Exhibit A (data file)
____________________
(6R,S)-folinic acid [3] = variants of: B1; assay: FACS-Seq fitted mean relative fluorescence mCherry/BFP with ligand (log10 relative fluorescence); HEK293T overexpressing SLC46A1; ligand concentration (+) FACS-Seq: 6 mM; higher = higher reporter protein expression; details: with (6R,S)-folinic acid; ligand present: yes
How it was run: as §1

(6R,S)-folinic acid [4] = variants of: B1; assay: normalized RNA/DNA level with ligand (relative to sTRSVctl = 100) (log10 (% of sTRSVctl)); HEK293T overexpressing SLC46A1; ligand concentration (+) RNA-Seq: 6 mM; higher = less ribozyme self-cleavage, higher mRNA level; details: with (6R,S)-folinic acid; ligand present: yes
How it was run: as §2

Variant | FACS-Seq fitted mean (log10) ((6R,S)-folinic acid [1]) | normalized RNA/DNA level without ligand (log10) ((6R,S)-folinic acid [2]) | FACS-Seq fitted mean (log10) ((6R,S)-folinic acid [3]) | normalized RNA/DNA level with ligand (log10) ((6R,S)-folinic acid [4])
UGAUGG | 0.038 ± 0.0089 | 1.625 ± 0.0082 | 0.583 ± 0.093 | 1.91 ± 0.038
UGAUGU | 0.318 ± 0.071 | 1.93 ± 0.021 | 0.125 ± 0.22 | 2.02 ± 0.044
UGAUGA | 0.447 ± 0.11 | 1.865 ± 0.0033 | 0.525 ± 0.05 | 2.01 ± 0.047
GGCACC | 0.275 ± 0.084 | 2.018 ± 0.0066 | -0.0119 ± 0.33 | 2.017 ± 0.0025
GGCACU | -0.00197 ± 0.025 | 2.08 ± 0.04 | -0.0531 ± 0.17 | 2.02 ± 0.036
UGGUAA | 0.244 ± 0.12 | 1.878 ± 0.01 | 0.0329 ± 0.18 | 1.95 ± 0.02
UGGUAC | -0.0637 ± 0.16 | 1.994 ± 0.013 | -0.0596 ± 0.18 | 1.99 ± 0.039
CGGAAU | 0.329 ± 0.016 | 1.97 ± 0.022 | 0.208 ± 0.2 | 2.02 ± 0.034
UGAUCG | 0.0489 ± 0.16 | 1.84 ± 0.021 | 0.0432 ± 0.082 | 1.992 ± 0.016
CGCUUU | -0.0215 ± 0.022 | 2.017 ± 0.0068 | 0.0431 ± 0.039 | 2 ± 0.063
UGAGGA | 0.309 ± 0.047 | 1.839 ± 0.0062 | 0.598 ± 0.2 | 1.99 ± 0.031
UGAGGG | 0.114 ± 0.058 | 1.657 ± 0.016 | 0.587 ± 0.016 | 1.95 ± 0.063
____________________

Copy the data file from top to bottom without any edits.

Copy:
(6R,S)-folinic acid [3] = variants of: B1; assay: FACS-Seq fitted mean relative fluorescence mCherry/BFP with ligand (log10 relative fluorescence); HEK293T overexpressing SLC46A1; ligand concentration (+) FACS-Seq: 6 mM; higher = higher reporter protein expression; details: with (6R,S)-folinic acid; ligand present: yes
How it was run: as §1

(6R,S)-folinic acid [4] = variants of: B1; assay: normalized RNA/DNA level with ligand (relative to sTRSVctl = 100) (log10 (% of sTRSVctl)); HEK293T overexpressing SLC46A1; ligand concentration (+) RNA-Seq: 6 mM; higher = less ribozyme self-cleavage, higher mRNA level; details: with (6R,S)-folinic acid; ligand present: yes
How it was run: as §2

Variant | FACS-Seq fitted mean (log10) ((6R,S)-folinic acid [1]) | normalized RNA/DNA level without ligand (log10) ((6R,S)-folinic acid [2]) | FACS-Seq fitted mean (log10) ((6R,S)-folinic acid [3]) | normalized RNA/DNA level with ligand (log10) ((6R,S)-folinic acid [4])
UGAUGG | 0.038 ± 0.0089 | 1.625 ± 0.0082 | 0.583 ± 0.093 | 1.91 ± 0.038
UGAUGU | 0.318 ± 0.071 | 1.93 ± 0.021 | 0.125 ± 0.22 | 2.02 ± 0.044
UGAUGA | 0.447 ± 0.11 | 1.865 ± 0.0033 | 0.525 ± 0.05 | 2.01 ± 0.047
GGCACC | 0.275 ± 0.084 | 2.018 ± 0.0066 | -0.0119 ± 0.33 | 2.017 ± 0.0025
GGCACU | -0.00197 ± 0.025 | 2.08 ± 0.04 | -0.0531 ± 0.17 | 2.02 ± 0.036
UGGUAA | 0.244 ± 0.12 | 1.878 ± 0.01 | 0.0329 ± 0.18 | 1.95 ± 0.02
UGGUAC | -0.0637 ± 0.16 | 1.994 ± 0.013 | -0.0596 ± 0.18 | 1.99 ± 0.039
CGGAAU | 0.329 ± 0.016 | 1.97 ± 0.022 | 0.208 ± 0.2 | 2.02 ± 0.034
UGAUCG | 0.0489 ± 0.16 | 1.84 ± 0.021 | 0.0432 ± 0.082 | 1.992 ± 0.016
CGCUUU | -0.0215 ± 0.022 | 2.017 ± 0.0068 | 0.0431 ± 0.039 | 2 ± 0.063
UGAGGA | 0.309 ± 0.047 | 1.839 ± 0.0062 | 0.598 ± 0.2 | 1.99 ± 0.031
UGAGGG | 0.114 ± 0.058 | 1.657 ± 0.016 | 0.587 ± 0.016 | 1.95 ± 0.063